Where is this money coming from?

  • The American Recovery and Reinvestment Act of 2009 appropriated $7.2 billion and directed the U.S. Department of Agriculture’s Rural Utilities Service (RUS) and the U.S. Department of Commerce’s National Telecommunications Information Administration (NTIA) to expand broadband access to unserved and underserved communities across the U.S., increase jobs, spur investments in technology and infrastructure, and provide long-term economic benefits.  The result was funding of the RUS Broadband Initiatives Program (BIP) and the NTIA Broadband Technology Opportunities Program (BTOP). BTOP provides grants to fund broadband infrastructure, public computer centers, and sustainable broadband adoption projects. Of the $7.2 billion, $4.7 billion was allotted to the NTIA to award grants. The remaining $2.5 billion went to the U.S. Department of Agriculture to make loans and grants to companies building out broadband infrastructure in rural areas.
  • This $14.3 million project is primarily funded by the American Recovery and Reinvestment Act.  Oconee County partners will contribute 32% in matching cash and in-kind funds to the project.

Who will it serve?

  • Open access network for use by commercial service providers will be responsible for the “last mile” to their customers and the operation of their equipment
  • All County facilities, 150 anchor institutes, 26 public safety entities, 24-K-12 schools, Tri-County Technical College, Oconee Medical Center and four libraries.  Approximately 27,800 households and 2,400 businesses could also have access to network

Who will pay for this in the long run?

  • 68% of this project is funded from Federal Stimulus money. The balance will be paid by the County through funding, “in-kind” services and revenue generated through sales of services.
  • The network will be a self-sustaining utility – Commercial service providers will pay an annual lease fee to use the County’s fiber infrastructure

What will be done?

  • 245 miles of broadband fiber will be buried along roads in the County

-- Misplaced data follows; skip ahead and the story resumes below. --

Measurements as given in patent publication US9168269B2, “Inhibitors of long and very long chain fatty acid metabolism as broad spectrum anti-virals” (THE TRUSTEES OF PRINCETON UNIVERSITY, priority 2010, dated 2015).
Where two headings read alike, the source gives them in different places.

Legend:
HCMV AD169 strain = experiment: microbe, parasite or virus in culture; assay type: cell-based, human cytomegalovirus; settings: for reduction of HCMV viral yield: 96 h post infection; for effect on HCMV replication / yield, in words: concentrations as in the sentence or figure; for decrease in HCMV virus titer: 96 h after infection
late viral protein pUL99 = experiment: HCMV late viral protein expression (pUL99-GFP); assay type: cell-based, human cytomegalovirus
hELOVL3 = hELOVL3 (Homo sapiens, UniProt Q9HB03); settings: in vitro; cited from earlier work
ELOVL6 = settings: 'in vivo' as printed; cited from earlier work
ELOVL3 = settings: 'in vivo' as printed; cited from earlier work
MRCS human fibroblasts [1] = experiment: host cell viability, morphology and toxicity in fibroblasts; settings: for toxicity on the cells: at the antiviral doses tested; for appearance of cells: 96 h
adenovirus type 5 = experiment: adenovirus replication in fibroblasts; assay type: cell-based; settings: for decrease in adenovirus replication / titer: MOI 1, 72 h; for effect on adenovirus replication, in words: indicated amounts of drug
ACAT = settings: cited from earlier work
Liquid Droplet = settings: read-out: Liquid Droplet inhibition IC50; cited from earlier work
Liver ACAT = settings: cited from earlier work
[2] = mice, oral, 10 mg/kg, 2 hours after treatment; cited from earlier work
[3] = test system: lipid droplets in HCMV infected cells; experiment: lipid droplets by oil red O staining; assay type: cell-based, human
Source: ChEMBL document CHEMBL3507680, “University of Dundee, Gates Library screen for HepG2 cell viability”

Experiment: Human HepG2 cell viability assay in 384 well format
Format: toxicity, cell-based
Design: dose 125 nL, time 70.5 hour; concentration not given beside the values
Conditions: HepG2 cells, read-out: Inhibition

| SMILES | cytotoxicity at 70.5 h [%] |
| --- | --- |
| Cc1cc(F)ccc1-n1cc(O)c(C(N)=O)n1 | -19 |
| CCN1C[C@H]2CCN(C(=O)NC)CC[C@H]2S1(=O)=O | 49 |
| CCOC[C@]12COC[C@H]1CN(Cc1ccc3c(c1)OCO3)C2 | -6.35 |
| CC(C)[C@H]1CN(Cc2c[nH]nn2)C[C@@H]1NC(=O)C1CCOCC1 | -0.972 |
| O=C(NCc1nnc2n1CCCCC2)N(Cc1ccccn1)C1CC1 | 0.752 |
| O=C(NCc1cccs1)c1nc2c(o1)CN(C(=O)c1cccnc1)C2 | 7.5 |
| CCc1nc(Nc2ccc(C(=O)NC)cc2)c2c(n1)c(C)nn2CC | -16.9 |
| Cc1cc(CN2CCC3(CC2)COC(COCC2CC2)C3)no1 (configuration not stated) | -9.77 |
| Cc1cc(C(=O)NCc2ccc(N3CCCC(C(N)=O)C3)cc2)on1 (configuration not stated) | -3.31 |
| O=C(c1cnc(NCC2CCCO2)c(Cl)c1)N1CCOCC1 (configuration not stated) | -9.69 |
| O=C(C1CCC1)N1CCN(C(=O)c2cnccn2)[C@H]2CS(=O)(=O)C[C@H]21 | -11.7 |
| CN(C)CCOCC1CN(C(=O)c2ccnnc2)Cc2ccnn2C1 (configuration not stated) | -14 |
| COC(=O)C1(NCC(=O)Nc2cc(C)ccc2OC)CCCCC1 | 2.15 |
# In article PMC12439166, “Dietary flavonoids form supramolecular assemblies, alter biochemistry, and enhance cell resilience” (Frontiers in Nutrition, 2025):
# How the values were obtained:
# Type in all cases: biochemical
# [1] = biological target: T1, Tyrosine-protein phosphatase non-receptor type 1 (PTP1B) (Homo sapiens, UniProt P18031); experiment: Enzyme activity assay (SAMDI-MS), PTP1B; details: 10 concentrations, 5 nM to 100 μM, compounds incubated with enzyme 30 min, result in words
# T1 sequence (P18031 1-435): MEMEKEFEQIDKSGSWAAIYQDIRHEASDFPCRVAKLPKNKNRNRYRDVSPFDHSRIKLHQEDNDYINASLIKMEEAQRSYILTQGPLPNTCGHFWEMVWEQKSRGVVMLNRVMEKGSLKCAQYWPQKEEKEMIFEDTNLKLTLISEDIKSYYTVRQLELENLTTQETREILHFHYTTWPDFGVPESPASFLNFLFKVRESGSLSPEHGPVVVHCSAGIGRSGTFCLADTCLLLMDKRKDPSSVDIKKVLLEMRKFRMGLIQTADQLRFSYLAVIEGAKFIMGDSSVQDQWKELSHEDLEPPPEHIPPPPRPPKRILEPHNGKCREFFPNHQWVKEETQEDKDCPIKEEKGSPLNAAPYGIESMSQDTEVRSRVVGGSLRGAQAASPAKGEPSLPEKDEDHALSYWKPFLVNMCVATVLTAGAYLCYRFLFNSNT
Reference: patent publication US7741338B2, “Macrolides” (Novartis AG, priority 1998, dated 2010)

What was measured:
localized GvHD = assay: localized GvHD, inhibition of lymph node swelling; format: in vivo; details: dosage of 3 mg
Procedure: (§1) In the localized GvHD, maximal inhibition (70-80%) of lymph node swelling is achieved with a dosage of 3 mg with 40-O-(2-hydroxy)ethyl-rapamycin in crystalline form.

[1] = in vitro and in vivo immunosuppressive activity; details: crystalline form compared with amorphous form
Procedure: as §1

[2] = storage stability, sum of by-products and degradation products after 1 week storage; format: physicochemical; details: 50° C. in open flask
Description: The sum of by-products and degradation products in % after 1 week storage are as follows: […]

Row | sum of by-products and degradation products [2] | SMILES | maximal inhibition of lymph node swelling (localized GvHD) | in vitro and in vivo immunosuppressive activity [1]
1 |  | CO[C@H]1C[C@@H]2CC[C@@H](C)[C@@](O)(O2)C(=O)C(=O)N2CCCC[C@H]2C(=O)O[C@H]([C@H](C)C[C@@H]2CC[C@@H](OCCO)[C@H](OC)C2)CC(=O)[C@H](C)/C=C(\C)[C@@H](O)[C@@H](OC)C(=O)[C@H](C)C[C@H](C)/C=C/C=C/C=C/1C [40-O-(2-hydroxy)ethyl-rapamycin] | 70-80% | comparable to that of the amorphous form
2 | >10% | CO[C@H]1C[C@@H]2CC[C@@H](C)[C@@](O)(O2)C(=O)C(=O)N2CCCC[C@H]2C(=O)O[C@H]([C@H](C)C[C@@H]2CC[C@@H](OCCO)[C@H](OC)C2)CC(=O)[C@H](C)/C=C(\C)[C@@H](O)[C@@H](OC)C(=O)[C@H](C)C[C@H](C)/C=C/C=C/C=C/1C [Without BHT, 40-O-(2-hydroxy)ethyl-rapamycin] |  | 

• Anchor institutions will be provided discounted Internet access
  • Free Wi-Fi will be available at emergency centers, fire departments, and specific county parks

Where will all this go?


  • A map showing route of fiber will be attached soon

When will this project begin?

  • Installation could begin as early as mid-September
  • This whole project will be completed in 3 years

How will this help me?

  • If you have no broadband service, you will have the infrastructure provided so commercial providers can afford to install the “last mile” in less populated areas
  • Fiber backbone to facilitate competitive broadband expansion in the County
  • If you currently have broadband accessibility, your current average speed is 1.5 – 6 mbps for downloads and 256 – 512330 kbps for uploads.  This new fiber infrastructure will increase those speeds beyond 20 mbps for downloads.  Businesses will be able to purchase up to 10 Gb connections.
  • The network will be robust enough to transmit two-way, voice, data, audio, video, videoconferencing, and High Definition TV
  • The project will connect us to adjacent counties

How will this help the community?

  • Attract and retain business – especially those with very high bandwidth needs such as digital media, software development, e-commerce and other knowledge based industries.
  • Allow competition with the global economy through workforce education and telecommuting
  • Facilitate affordable broadband access to community groups, students and the elderly
  • Increase citizen participation in civic life activities
  • Enable law enforcement, fire departments, emergency management, and public health to respond more quickly
  • Allow connectivity to area medical facilities
  • Facilitate two-way high speed communication and videoconferencing
  • Save the County government the cost of communication lease fees